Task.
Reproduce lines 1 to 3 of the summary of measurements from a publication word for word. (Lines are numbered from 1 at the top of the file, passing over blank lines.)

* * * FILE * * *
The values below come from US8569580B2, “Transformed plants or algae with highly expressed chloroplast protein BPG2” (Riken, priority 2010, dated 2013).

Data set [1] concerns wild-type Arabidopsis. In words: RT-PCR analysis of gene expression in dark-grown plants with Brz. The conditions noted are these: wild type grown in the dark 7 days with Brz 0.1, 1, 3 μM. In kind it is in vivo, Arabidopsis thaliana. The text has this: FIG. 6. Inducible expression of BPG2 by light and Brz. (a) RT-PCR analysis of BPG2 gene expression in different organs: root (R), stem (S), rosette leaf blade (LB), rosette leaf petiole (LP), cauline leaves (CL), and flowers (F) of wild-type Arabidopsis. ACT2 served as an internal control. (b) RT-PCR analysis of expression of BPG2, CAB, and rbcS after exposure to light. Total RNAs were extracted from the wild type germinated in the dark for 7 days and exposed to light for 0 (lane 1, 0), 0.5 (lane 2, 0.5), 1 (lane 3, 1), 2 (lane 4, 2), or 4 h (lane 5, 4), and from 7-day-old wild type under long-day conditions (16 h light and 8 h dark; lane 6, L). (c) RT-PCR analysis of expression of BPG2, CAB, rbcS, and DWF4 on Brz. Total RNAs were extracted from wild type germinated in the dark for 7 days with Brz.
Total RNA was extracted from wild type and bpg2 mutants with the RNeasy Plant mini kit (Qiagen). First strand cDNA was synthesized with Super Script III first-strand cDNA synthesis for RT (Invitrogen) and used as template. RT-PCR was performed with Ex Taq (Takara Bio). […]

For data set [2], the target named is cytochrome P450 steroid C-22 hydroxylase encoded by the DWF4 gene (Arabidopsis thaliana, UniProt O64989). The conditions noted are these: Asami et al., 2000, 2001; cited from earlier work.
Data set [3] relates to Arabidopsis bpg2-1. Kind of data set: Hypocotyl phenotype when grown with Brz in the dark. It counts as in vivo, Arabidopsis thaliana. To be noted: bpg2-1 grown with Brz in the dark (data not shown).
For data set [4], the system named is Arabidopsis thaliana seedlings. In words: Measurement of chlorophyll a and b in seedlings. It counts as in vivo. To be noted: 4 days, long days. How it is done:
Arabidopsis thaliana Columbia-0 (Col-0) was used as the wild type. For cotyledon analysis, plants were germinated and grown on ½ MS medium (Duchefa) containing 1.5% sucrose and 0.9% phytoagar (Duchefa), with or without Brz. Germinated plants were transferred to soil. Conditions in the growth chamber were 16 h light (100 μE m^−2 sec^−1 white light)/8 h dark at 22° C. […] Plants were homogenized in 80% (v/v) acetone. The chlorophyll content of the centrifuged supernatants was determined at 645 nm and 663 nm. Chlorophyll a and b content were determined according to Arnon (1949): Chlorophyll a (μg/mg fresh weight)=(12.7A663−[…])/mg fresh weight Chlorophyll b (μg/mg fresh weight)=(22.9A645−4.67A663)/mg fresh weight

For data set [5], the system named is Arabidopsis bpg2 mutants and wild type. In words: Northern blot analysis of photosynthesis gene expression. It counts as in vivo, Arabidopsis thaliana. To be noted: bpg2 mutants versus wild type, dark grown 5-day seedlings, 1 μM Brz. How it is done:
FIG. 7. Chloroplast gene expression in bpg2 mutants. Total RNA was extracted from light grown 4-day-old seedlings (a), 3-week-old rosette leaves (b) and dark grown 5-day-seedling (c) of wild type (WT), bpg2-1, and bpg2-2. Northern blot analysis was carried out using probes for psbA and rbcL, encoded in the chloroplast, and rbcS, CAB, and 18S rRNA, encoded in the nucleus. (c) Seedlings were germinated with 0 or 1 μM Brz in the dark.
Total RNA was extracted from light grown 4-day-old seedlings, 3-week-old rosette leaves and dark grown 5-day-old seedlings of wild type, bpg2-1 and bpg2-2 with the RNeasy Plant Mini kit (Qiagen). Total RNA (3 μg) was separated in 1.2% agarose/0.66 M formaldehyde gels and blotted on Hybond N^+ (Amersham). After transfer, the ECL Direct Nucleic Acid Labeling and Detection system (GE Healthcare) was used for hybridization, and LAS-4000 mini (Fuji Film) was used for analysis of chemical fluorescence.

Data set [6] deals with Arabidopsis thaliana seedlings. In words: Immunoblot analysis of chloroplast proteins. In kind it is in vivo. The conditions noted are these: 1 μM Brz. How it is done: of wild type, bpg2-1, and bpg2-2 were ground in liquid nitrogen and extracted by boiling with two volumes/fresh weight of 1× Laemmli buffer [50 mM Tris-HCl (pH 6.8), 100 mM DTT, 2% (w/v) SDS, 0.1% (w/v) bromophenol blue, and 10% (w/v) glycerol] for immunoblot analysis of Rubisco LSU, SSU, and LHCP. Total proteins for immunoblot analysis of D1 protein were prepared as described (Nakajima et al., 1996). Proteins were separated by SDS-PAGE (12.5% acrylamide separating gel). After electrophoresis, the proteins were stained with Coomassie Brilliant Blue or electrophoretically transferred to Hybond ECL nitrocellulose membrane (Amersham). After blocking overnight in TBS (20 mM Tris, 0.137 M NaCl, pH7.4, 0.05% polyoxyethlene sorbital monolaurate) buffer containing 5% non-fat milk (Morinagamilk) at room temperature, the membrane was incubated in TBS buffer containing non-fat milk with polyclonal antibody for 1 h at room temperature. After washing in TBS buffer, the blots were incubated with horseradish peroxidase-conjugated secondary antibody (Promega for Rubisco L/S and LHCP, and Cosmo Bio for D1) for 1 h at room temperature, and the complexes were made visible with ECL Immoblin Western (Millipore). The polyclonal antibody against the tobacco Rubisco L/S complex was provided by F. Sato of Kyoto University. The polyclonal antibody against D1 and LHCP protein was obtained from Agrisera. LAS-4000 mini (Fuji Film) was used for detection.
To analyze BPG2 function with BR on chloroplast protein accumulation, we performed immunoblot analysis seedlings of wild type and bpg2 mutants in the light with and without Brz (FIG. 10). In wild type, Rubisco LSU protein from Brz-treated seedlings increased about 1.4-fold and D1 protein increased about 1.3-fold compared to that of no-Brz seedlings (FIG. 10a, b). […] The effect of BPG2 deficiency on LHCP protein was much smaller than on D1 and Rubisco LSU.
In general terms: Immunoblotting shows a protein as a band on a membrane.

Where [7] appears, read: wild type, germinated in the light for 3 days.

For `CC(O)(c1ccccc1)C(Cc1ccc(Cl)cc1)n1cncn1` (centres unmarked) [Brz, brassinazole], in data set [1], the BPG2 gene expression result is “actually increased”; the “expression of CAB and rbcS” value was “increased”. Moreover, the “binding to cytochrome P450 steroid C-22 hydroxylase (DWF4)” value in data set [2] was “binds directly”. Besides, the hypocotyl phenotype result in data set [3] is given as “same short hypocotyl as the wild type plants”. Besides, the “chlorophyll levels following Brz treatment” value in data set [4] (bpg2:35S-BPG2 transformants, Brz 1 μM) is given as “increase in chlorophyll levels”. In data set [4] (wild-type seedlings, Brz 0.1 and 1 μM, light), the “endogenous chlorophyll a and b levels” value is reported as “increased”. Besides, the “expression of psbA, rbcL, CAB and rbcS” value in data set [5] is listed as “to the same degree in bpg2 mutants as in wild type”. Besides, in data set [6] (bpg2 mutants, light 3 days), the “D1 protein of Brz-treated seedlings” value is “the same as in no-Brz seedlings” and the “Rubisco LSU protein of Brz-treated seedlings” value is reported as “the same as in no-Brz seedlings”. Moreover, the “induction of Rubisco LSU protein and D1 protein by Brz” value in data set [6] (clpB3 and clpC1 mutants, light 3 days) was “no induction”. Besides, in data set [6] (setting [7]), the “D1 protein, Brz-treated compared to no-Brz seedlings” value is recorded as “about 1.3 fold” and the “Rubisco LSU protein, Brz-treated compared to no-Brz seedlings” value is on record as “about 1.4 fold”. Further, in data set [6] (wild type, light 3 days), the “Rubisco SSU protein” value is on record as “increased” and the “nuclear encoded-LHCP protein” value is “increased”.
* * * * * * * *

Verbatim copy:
The values below come from US8569580B2, “Transformed plants or algae with highly expressed chloroplast protein BPG2” (Riken, priority 2010, dated 2013).

Data set [1] concerns wild-type Arabidopsis. In words: RT-PCR analysis of gene expression in dark-grown plants with Brz. The conditions noted are these: wild type grown in the dark 7 days with Brz 0.1, 1, 3 μM. In kind it is in vivo, Arabidopsis thaliana. The text has this: FIG. 6. Inducible expression of BPG2 by light and Brz. (a) RT-PCR analysis of BPG2 gene expression in different organs: root (R), stem (S), rosette leaf blade (LB), rosette leaf petiole (LP), cauline leaves (CL), and flowers (F) of wild-type Arabidopsis. ACT2 served as an internal control. (b) RT-PCR analysis of expression of BPG2, CAB, and rbcS after exposure to light. Total RNAs were extracted from the wild type germinated in the dark for 7 days and exposed to light for 0 (lane 1, 0), 0.5 (lane 2, 0.5), 1 (lane 3, 1), 2 (lane 4, 2), or 4 h (lane 5, 4), and from 7-day-old wild type under long-day conditions (16 h light and 8 h dark; lane 6, L). (c) RT-PCR analysis of expression of BPG2, CAB, rbcS, and DWF4 on Brz. Total RNAs were extracted from wild type germinated in the dark for 7 days with Brz.
Total RNA was extracted from wild type and bpg2 mutants with the RNeasy Plant mini kit (Qiagen). First strand cDNA was synthesized with Super Script III first-strand cDNA synthesis for RT (Invitrogen) and used as template. RT-PCR was performed with Ex Taq (Takara Bio). […]